Double optical feedback and PT-symmetry breaking induced nonlinear dynamics in semiconductor lasers
A central aim of this research is to probe the nonlinear dynamics that arise in a semiconductor laser due to optical feedback. We investigate two schemes of optical feedback. The first scheme subjects the laser to optical feedback from two external cavities (or two loops), wherein each cavity contains a spectral filter. Using two filtered optical feedbacks, we experimentally demonstrate the ability to elicit and control unique dynamics in the optical emission frequency (wavelength) of the laser. These results are compared to a deterministic model describing the evolution of the complex electric field and carrier density of the laser. As the feedback rate from one cavity is increased, we observe a period doubling route in the frequency dynamics. To determine the influence of quantum noise on the period doubling route, we examine an augmented model of the rate equations which includes the effects of spontaneous emission and shot noise. One of the more surprising results is that in the presence of noise a larger feedback strength is required to induce chaotic dynamics. We find that noise drives the system toward stable attractors and the effects of the time-delay on the periodic dynamics are more pronounced. The second scheme we use is a system consisting of two time-delayed, optically coupled semiconductor lasers. We show that coupled lasers are an excellent test-bed to study parity (P) and time-reversal (T) symmetry breaking. Not only do optically coupled SCLs capture many of the characteristic signatures of PT symmetry breaking, but the time-delay between the lasers introduces novel and surprising features. We develop a simple PT model (analogous to a 2x2 Hamiltonian) that includes the effects of the time-delay. By examining the eigenvalues of the PT model, we can predict the intensity fluctuations by scanning the PT parameter, i.e. the frequency difference between the lasers. We experimentally observe the intensity fluctuations and find excellent agreement with the rate equation model which includes the dynamics of the carrier inversion and optical field.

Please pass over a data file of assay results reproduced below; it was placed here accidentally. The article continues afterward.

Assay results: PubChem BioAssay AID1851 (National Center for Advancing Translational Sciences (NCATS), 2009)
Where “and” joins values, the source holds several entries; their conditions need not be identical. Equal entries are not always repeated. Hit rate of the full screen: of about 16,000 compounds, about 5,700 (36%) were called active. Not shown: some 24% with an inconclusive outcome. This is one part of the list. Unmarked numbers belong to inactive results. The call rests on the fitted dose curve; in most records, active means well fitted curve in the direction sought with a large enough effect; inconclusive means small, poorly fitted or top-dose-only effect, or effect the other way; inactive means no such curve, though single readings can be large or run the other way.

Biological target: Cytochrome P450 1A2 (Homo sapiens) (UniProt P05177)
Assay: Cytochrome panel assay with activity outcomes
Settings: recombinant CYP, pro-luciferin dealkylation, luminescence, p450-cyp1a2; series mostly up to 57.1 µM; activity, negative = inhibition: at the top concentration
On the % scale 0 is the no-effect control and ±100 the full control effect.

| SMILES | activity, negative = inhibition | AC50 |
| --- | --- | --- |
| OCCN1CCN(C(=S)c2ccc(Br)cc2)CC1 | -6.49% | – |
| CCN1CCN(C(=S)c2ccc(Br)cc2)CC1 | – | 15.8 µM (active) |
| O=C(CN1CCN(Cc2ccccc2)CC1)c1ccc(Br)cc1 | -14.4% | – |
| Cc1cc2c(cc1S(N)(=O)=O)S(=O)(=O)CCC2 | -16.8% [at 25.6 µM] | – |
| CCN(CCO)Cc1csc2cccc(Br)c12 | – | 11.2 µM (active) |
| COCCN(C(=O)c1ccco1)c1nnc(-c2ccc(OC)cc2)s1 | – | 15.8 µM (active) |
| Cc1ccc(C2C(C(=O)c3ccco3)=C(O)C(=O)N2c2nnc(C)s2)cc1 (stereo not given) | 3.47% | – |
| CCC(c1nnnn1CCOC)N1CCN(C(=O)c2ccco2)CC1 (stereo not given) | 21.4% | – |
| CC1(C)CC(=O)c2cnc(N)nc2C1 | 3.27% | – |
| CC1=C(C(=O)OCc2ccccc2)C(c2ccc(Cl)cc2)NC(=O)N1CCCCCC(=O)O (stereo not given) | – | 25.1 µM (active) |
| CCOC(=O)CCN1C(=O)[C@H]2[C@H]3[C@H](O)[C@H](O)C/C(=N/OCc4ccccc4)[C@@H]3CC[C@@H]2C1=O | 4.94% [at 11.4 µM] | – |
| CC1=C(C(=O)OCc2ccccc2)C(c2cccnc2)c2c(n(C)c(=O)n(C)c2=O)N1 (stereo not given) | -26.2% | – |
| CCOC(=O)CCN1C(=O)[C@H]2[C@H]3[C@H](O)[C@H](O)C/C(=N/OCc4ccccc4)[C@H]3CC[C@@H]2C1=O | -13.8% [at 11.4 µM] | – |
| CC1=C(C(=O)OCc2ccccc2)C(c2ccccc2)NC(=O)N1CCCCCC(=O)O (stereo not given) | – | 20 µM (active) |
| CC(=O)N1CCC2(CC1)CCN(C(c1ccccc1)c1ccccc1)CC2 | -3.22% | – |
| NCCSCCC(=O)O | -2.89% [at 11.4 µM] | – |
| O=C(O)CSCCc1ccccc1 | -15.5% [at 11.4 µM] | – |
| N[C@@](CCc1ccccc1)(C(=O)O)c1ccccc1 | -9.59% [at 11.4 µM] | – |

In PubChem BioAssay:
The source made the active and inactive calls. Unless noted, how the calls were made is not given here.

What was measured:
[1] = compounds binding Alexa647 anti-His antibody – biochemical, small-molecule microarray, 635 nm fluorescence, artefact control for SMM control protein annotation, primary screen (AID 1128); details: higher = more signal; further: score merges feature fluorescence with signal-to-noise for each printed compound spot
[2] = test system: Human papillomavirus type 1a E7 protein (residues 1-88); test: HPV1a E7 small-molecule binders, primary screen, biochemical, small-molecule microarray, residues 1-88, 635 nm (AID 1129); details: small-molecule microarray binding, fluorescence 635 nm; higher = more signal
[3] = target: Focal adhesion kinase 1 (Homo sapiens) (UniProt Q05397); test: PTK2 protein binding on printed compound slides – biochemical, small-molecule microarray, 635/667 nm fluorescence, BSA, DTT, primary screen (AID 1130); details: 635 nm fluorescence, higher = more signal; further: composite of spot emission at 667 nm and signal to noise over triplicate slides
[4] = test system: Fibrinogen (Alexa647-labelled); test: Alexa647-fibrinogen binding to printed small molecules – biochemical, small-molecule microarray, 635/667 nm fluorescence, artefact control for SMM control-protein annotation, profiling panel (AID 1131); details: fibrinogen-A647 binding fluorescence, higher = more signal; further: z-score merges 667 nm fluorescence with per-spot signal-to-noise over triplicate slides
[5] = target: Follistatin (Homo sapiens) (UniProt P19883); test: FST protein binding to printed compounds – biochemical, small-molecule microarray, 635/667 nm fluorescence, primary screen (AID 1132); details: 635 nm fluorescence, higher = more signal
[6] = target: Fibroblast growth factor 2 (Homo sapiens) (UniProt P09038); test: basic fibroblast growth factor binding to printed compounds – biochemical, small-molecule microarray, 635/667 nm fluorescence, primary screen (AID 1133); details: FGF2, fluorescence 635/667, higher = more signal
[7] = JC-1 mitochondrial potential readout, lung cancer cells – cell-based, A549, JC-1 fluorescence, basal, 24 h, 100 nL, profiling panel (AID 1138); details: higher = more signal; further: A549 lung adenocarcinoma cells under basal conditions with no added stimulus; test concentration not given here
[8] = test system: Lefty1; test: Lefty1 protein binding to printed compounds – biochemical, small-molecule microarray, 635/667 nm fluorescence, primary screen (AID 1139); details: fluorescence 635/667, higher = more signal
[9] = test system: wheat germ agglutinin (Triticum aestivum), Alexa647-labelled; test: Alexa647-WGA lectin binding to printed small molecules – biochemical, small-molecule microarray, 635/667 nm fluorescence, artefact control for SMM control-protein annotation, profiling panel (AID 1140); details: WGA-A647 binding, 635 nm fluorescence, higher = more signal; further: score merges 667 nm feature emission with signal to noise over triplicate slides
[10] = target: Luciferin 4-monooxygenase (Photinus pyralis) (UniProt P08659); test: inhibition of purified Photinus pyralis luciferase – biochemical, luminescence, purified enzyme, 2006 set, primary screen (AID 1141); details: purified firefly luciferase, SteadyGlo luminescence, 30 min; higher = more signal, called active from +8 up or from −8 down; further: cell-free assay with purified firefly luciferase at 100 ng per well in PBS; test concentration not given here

Vemuri, Purdue University.
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